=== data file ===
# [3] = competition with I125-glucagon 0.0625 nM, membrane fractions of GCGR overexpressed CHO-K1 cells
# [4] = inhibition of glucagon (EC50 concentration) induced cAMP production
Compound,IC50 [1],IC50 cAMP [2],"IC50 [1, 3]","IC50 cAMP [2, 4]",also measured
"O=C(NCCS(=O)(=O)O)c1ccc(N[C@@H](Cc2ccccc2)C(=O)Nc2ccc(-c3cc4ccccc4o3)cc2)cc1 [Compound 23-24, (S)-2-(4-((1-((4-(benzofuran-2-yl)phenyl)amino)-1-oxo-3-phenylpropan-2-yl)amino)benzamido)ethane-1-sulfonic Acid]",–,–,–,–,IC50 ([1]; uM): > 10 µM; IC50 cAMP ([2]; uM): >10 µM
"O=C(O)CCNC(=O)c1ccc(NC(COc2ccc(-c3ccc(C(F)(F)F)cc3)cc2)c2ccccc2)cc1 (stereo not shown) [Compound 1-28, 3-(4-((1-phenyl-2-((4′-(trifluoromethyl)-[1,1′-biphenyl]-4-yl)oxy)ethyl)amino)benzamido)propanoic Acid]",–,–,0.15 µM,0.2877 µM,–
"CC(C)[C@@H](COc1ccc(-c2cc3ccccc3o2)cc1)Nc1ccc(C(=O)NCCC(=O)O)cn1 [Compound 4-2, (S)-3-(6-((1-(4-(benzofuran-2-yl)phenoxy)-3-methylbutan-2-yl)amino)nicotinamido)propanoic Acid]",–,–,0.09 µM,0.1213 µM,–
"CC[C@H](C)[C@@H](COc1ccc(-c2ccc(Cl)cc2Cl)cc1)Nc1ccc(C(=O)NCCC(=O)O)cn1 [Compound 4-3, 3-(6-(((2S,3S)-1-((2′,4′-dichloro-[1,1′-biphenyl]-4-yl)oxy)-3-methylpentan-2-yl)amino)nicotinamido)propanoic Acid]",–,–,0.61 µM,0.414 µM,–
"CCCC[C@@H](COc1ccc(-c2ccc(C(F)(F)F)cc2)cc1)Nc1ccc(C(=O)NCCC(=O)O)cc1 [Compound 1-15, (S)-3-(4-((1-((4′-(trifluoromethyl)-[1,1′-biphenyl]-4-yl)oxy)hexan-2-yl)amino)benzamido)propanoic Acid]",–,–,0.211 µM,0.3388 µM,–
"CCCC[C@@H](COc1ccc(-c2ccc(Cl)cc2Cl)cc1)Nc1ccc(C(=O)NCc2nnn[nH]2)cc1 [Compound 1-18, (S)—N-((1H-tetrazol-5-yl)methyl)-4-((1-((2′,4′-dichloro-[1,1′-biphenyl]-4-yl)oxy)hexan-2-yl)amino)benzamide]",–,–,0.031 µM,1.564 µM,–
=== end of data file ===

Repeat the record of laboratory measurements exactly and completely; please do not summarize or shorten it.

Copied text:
# [3] = competition with I125-glucagon 0.0625 nM, membrane fractions of GCGR overexpressed CHO-K1 cells
# [4] = inhibition of glucagon (EC50 concentration) induced cAMP production
Compound,IC50 [1],IC50 cAMP [2],"IC50 [1, 3]","IC50 cAMP [2, 4]",also measured
"O=C(NCCS(=O)(=O)O)c1ccc(N[C@@H](Cc2ccccc2)C(=O)Nc2ccc(-c3cc4ccccc4o3)cc2)cc1 [Compound 23-24, (S)-2-(4-((1-((4-(benzofuran-2-yl)phenyl)amino)-1-oxo-3-phenylpropan-2-yl)amino)benzamido)ethane-1-sulfonic Acid]",–,–,–,–,IC50 ([1]; uM): > 10 µM; IC50 cAMP ([2]; uM): >10 µM
"O=C(O)CCNC(=O)c1ccc(NC(COc2ccc(-c3ccc(C(F)(F)F)cc3)cc2)c2ccccc2)cc1 (stereo not shown) [Compound 1-28, 3-(4-((1-phenyl-2-((4′-(trifluoromethyl)-[1,1′-biphenyl]-4-yl)oxy)ethyl)amino)benzamido)propanoic Acid]",–,–,0.15 µM,0.2877 µM,–
"CC(C)[C@@H](COc1ccc(-c2cc3ccccc3o2)cc1)Nc1ccc(C(=O)NCCC(=O)O)cn1 [Compound 4-2, (S)-3-(6-((1-(4-(benzofuran-2-yl)phenoxy)-3-methylbutan-2-yl)amino)nicotinamido)propanoic Acid]",–,–,0.09 µM,0.1213 µM,–
"CC[C@H](C)[C@@H](COc1ccc(-c2ccc(Cl)cc2Cl)cc1)Nc1ccc(C(=O)NCCC(=O)O)cn1 [Compound 4-3, 3-(6-(((2S,3S)-1-((2′,4′-dichloro-[1,1′-biphenyl]-4-yl)oxy)-3-methylpentan-2-yl)amino)nicotinamido)propanoic Acid]",–,–,0.61 µM,0.414 µM,–
"CCCC[C@@H](COc1ccc(-c2ccc(C(F)(F)F)cc2)cc1)Nc1ccc(C(=O)NCCC(=O)O)cc1 [Compound 1-15, (S)-3-(4-((1-((4′-(trifluoromethyl)-[1,1′-biphenyl]-4-yl)oxy)hexan-2-yl)amino)benzamido)propanoic Acid]",–,–,0.211 µM,0.3388 µM,–
"CCCC[C@@H](COc1ccc(-c2ccc(Cl)cc2Cl)cc1)Nc1ccc(C(=O)NCc2nnn[nH]2)cc1 [Compound 1-18, (S)—N-((1H-tetrazol-5-yl)methyl)-4-((1-((2′,4′-dichloro-[1,1′-biphenyl]-4-yl)oxy)hexan-2-yl)amino)benzamide]",–,–,0.031 µM,1.564 µM,–